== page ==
• justinbc

            I’ve had a lot of really bad foie gras dishes. I’ve also had some sublime ones. It definitely takes real culinary skill to make it shine.

          • Agreed. That is why I likely wouldn’t order it at many of the establishments participating in the festival – the preparation is more refined than I (perhaps unfairly) associate with them. I did have it – a small piece – at the Dabney recently, incorporated into a take on eggs benedict, and it was wonderful.

        • False binary. Agreed with WDC that “there’s nothing saying that we can’t treat our meat-sources well during their lives.”

          • OK.
            My original statement:
            “It’s a hypocritical double standard to judge foie gras unless you are vegetarian.”

            New nuanced longer statement for textdoc:
            “It is ignorant to make the blanket judgement that all foie gras is made using inhumane farming practices.

            It’s a hypocritical double standard to make a blanket judgement on all foie gras (produced with humane or inhumane farming practices) unless you are vegetarian.

            Furthermore, it’s a hypocritical double standard to judge foie gras that may have been raised humanely unless you only ever eat meat and dairy made from animals explicitly raised with humane farming practices.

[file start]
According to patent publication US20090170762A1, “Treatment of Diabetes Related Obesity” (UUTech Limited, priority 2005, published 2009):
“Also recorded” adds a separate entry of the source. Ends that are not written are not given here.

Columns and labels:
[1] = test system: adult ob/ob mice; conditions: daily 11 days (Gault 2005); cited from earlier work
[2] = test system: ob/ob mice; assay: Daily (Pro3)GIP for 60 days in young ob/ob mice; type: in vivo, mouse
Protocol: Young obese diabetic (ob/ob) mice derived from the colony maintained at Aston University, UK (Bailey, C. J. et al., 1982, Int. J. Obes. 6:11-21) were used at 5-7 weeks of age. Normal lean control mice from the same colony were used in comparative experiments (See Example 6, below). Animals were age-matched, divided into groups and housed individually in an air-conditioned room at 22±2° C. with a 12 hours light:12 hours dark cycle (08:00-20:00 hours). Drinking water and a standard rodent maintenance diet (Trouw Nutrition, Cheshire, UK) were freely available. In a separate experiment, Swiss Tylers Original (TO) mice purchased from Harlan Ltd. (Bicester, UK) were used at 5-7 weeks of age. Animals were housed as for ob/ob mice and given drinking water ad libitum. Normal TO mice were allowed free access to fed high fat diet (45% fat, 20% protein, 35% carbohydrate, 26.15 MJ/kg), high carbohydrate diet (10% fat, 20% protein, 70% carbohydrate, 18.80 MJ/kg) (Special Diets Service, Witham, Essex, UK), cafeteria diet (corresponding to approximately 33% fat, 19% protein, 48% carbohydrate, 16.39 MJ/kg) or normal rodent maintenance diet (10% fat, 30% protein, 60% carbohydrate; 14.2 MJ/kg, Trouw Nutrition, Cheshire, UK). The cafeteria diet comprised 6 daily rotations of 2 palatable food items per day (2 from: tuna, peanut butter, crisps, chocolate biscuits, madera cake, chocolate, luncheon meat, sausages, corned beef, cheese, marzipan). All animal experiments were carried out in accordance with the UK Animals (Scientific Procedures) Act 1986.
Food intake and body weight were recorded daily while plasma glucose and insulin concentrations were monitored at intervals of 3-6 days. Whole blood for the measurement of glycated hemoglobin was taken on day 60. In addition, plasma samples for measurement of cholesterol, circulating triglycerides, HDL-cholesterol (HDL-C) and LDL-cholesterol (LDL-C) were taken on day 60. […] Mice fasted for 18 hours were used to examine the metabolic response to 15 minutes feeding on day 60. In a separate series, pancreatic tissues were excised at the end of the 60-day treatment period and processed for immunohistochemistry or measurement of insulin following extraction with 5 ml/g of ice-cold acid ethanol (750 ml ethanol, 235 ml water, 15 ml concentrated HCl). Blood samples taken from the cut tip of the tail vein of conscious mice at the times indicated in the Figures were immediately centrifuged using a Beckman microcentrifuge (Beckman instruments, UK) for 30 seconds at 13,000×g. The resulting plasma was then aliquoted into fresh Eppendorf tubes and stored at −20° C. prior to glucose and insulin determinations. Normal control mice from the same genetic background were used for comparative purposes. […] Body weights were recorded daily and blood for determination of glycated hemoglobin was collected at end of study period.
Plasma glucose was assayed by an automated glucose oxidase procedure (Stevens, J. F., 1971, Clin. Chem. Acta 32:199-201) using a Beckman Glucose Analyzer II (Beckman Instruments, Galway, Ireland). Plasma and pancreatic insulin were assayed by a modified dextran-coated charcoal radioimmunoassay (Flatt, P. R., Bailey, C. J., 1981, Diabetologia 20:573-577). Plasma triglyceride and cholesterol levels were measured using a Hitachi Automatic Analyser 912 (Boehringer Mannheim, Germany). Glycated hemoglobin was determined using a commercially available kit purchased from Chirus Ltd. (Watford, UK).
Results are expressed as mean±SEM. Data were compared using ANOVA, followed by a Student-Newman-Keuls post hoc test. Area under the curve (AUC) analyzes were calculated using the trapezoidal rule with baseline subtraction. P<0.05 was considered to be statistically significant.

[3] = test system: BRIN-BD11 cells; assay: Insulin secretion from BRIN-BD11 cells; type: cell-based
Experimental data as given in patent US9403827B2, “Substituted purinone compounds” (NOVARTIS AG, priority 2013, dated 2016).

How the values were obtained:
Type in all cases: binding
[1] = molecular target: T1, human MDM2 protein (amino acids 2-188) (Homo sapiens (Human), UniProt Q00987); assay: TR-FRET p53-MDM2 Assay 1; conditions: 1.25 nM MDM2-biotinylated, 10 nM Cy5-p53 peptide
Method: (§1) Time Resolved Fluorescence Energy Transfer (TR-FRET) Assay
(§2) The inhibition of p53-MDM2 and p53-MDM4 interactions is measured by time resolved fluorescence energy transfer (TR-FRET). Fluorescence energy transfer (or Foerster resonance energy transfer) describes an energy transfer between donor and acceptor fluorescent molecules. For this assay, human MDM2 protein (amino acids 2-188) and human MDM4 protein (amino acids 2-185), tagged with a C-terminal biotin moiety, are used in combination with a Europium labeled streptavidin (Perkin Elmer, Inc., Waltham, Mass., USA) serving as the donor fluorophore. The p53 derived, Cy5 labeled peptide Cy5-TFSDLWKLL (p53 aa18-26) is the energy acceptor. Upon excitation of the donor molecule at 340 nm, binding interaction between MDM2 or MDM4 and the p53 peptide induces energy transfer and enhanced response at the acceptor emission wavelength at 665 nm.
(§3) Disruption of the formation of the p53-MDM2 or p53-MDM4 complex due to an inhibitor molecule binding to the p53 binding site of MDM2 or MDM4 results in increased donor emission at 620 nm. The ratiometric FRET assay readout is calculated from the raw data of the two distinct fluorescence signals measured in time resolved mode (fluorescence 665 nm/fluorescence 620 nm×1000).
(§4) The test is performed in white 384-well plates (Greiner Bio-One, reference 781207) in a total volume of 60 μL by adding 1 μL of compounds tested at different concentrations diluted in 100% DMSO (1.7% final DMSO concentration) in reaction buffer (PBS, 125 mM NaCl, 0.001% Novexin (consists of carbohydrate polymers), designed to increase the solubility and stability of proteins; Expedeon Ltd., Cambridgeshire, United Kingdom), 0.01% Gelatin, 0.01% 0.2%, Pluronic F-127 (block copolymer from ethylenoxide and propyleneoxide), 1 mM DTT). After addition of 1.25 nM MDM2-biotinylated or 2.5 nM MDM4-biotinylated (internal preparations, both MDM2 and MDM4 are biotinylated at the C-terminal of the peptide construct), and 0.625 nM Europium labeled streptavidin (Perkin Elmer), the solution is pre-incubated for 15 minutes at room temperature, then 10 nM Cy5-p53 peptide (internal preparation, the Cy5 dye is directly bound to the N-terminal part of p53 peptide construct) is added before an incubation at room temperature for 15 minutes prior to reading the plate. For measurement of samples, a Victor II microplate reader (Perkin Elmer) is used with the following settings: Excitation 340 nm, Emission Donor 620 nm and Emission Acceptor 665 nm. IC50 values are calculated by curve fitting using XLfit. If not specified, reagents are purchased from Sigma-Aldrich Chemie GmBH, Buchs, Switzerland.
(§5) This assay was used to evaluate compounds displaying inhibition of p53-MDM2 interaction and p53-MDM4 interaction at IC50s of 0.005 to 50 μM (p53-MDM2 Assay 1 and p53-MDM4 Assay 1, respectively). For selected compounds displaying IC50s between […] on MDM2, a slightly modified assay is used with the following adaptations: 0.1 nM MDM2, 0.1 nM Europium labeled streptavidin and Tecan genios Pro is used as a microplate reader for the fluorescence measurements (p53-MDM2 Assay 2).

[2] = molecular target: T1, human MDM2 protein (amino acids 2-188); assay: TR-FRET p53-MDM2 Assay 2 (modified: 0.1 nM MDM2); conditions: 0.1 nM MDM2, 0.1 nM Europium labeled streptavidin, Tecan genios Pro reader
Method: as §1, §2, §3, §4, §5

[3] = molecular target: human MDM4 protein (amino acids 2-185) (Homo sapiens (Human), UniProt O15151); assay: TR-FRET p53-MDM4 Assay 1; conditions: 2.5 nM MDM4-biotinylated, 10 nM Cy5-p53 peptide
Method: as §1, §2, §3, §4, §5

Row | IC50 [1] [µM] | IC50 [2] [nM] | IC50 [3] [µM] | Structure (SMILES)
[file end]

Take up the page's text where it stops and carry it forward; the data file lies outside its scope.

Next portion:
Finally, it’s a hypocritical double standard to judge restaurants who serve foie gras for their customers’ occasional enjoyment, unless every single one of your meals outside your home is at Founding Farmers, or another restaurant that explicitly states they only use humanely farmed meat.”

    • That’s great. more for us!

    • Ally

      Yep. I’m going to miss DC Harvest and Queen Vic. But, wouldn’t feel right going to them anymore. Will send letters asking them to reconsider participating next year.

      • justinbc

        Queen Vic uses some of the most responsibly sourced product of anywhere in this city, they are actually part owners of some of the farmland they buy from. If you are bypassing them and going somewhere else without fully investigating that place you’re doing yourself a huge disservice.

  • there are about 10-15 protesters standing outside of boundary road with large signs right now.

    • Their food was mediocre at best, though I like the bar. I’m not wound up enough about this to protest, but I dislike it enough that I will conciously choose Crisp, Bacio, or El Camino next time I’m looking for dinner. Not cool, I mean, I at least kind of get the French restaurants embracing this…but Boundary Stone?